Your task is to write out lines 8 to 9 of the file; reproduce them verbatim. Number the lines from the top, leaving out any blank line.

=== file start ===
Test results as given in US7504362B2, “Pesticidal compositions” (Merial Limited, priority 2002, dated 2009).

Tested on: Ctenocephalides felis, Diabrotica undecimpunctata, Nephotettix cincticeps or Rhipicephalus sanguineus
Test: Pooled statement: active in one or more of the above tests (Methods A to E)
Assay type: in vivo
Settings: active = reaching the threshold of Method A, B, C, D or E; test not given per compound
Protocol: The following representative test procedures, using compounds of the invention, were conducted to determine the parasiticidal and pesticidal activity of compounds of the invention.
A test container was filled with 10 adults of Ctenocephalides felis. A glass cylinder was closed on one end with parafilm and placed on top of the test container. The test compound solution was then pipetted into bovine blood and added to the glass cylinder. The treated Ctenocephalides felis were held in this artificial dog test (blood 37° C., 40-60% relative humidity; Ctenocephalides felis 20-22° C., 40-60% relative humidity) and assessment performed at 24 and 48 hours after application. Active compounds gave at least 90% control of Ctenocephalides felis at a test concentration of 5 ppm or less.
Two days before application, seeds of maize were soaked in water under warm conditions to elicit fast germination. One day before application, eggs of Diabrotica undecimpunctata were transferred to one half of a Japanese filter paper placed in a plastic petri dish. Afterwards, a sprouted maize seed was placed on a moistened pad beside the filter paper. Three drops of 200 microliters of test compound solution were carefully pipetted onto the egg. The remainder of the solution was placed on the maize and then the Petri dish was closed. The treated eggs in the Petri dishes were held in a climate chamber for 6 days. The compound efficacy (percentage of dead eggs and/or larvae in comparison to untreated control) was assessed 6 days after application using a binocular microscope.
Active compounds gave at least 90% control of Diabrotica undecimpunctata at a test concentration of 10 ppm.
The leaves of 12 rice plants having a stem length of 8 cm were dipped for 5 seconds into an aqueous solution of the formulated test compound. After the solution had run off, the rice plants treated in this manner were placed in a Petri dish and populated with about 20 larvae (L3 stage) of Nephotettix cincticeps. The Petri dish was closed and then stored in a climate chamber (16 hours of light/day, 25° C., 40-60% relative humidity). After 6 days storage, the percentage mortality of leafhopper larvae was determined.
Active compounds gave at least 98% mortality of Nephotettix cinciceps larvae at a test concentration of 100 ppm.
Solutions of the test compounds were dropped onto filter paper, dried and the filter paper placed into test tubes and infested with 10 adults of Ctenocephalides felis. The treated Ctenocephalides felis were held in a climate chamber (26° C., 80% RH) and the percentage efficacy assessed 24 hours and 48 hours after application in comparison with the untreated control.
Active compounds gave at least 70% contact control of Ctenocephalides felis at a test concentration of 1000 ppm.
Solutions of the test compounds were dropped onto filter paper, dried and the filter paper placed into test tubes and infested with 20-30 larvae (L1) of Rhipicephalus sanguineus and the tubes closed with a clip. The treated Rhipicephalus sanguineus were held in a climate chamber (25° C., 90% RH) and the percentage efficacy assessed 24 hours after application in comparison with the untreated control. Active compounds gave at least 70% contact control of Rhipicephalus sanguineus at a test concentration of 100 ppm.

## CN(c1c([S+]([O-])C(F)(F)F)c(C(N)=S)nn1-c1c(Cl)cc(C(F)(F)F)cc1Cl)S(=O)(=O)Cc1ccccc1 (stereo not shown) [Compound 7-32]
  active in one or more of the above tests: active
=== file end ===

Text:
Two days before application, seeds of maize were soaked in water under warm conditions to elicit fast germination. One day before application, eggs of Diabrotica undecimpunctata were transferred to one half of a Japanese filter paper placed in a plastic petri dish. Afterwards, a sprouted maize seed was placed on a moistened pad beside the filter paper. Three drops of 200 microliters of test compound solution were carefully pipetted onto the egg. The remainder of the solution was placed on the maize and then the Petri dish was closed. The treated eggs in the Petri dishes were held in a climate chamber for 6 days. The compound efficacy (percentage of dead eggs and/or larvae in comparison to untreated control) was assessed 6 days after application using a binocular microscope.
Active compounds gave at least 90% control of Diabrotica undecimpunctata at a test concentration of 10 ppm.